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KIT - Competence in bioprocess engineering

The purification of microbially produced substances such as proteins and polysaccharides and their separation from or release from within the cell are complex tasks in the field of biotechnology. The “Bioprocess Engineering” department of the Institute of Process Engineering in the Life Sciences (TH) deals with the development of integrated bioprocesses and is also involved in the separation of biopolymers.

Cells have been used as synthesis factories since the beginning of the last century. Xanthane (total production of 35,000 t in 2004) is a good example of the huge demand for microbiologically produced substances. In order to cater for such demand, scientists from the Bioprocess Engineering department are working on the improved production of biopolymers, polysaccharides and biomass (for the production of energy) from microorganisms (in particular microalgae) and mosses.

The major focus of the "Bio AG" work group led by Prof. Dr. Clemens Posten at the Institute of Process Engineering in the Life Sciences, centres on phototrophic bioprocesses (photobiotechnology) and particle biotechnology. The group has particular competence in the production (bioreaction) and the purification (downstreaming) of bioprocesses.

Purification of biopolymers

Schematic of the electrofiltration system. © Bio AG
One of the most frequent problems encountered in the biotechnological production of macromolecules is the low product yield. In order to increase the yield of the required product, Prof. Posten’s work group uses improved mechanical separation techniques in the downstream area. Electrofiltration, which has been specifically developed for the separation of charged particles and biopolymers, is an excellent alternative to traditional purification methods. Press electrofiltration involves the application of an electrical field at the filtration chamber, which exerts its effect parallel to the direction of filtrate flow. If the electrophoretic force is higher than the hydrodynamic resistance, the charged particles move along the electrical field, resulting in a considerable reduction in the thickness of the filter cake on the membrane.
Electrofiltration of xanthane in the Symbiosis 250 pilot system: a thick xanthane layer accumulates at the anodal side of the set-up. © Bio AG

Press electrofiltration can be used for charged particles of less than a micrometer in size, i.e. polysaccharides, proteins and other biopolymers. Dr. Iris Perner-Nochta, one of the scientists in Prof. Posten's department, reports on the successful application of the technique in biopolymers: "We succeeded in producing concentrated  microbiologically produced polyhydroxybutyrate (PHB) using electrofiltration." Inside the bacteria, the uncharged PHB granules are enclosed by a protein envelope and the scientists use this charge difference to separate PHB by way of electrofiltration, thereby enabling the purification of high PHB concentrations. This improved separation technology  offers a broad range of applications in biopolymer research, which could also lead to advances in industrial production.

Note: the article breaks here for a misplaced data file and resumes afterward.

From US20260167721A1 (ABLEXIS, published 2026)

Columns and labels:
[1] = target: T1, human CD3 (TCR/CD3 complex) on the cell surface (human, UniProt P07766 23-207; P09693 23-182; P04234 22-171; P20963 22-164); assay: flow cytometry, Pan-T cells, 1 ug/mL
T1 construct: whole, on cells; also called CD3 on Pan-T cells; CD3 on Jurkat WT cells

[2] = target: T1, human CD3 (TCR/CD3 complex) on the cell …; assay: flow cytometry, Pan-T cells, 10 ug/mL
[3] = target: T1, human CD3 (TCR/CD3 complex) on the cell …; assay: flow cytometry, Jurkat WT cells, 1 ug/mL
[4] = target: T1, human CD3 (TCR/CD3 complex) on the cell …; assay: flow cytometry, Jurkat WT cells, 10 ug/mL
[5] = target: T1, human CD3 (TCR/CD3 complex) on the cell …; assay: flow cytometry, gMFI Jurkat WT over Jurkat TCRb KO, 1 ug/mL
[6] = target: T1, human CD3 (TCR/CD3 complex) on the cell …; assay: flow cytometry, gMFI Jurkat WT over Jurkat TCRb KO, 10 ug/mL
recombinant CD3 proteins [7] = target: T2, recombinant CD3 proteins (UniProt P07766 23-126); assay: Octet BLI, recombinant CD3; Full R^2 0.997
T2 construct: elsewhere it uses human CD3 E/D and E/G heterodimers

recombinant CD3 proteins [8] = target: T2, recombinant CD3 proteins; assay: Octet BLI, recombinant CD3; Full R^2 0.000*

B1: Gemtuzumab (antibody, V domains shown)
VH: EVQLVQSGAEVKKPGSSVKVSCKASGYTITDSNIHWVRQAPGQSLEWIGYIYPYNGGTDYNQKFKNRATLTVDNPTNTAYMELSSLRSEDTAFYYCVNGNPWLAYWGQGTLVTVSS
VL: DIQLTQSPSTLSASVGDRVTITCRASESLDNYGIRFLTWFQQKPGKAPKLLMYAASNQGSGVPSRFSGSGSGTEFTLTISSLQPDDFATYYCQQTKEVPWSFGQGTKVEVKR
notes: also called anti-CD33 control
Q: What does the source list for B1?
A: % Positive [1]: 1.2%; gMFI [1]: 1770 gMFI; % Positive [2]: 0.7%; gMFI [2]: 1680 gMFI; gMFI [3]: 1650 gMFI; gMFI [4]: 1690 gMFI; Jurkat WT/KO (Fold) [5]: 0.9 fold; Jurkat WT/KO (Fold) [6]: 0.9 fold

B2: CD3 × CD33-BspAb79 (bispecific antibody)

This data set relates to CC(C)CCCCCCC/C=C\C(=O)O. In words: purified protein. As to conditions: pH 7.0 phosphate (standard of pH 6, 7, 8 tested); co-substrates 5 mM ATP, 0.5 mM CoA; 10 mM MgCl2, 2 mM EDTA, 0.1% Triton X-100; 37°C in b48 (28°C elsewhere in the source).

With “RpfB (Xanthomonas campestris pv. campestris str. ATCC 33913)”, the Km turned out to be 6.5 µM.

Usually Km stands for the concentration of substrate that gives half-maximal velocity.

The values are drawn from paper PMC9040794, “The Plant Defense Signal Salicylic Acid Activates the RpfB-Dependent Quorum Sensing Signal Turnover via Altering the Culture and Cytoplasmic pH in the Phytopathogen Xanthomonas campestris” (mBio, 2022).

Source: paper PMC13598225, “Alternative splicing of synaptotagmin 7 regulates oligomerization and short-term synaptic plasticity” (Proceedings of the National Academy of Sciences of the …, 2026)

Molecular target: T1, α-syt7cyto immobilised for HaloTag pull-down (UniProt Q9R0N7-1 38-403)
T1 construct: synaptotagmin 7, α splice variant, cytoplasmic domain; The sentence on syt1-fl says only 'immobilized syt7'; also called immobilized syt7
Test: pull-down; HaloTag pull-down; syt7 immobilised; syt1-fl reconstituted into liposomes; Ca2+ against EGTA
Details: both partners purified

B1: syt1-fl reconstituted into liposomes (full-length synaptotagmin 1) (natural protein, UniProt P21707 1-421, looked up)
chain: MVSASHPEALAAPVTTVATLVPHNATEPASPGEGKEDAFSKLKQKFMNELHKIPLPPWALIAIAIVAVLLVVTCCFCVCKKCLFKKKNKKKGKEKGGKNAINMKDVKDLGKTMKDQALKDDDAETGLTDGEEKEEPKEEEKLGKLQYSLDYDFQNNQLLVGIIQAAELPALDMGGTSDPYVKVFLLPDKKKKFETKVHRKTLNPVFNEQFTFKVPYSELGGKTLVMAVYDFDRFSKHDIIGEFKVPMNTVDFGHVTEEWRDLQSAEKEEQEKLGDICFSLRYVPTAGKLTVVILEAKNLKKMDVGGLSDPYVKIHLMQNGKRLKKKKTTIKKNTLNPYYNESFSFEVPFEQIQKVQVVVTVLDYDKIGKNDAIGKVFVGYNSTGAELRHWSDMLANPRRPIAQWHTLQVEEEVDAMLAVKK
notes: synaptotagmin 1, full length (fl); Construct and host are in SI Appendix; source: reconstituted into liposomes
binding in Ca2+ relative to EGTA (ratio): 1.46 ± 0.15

Nanoparticles from yeast

Electron microscope analysis of Schizosaccharomyces pombe (cadmium: red; sulphur: green). The Cd concentrations are so high that they would be toxic for the cells if they were not surrounded by a phytochelatin envelope. © Bio AG

Particle biotechnology has a lot more to offer, including the production of biogenic nanoparticles, another project Prof. Posten's team is working on. Dr. Iris Perner-Nochta and Dr. Nikolay Krumov are working on the isolation of cadmium sulphide nanoparticles produced by Schizosaccharomyces pombe. "In contrast to physico-chemically produced nanoparticles, the nanoparticles produced in yeast are all the same size," explains Perner-Nochta. "Time-consuming grading is therefore not necessary." In addition, the majority of nanoparticles form agglomerates and thus require a more sophisticated coating. In contrast, the nanoparticles produced using yeast have a peptide envelope that prevents the agglomeration of the particles. The cadmium sulphide nanoparticles might be used as quantum dots, tiny semiconductor crystals that are, amongst other things, used as LEDs or biological markers.

Improvement of the light yield

Besides particle biotechnology, Prof. Posten’s team is also focusing on photobiotechnology, which is the photobiotechnological production of hydrogen through microalgae and the development of innovative photoreactors based on the optimisation of the reactors’ light yield. Although it is available in sufficient quantities, sunlight cannot usually be used by the algae since light saturation does not occur. In order to improve the light gain, the scientists are currently testing the use of light-guiding sponges to reduce the layer thickness of the algae suspension at the same as distributing the light to a larger inner surface. The scientists are now working to find out whether sponges could effectively be used in photobioreactors.

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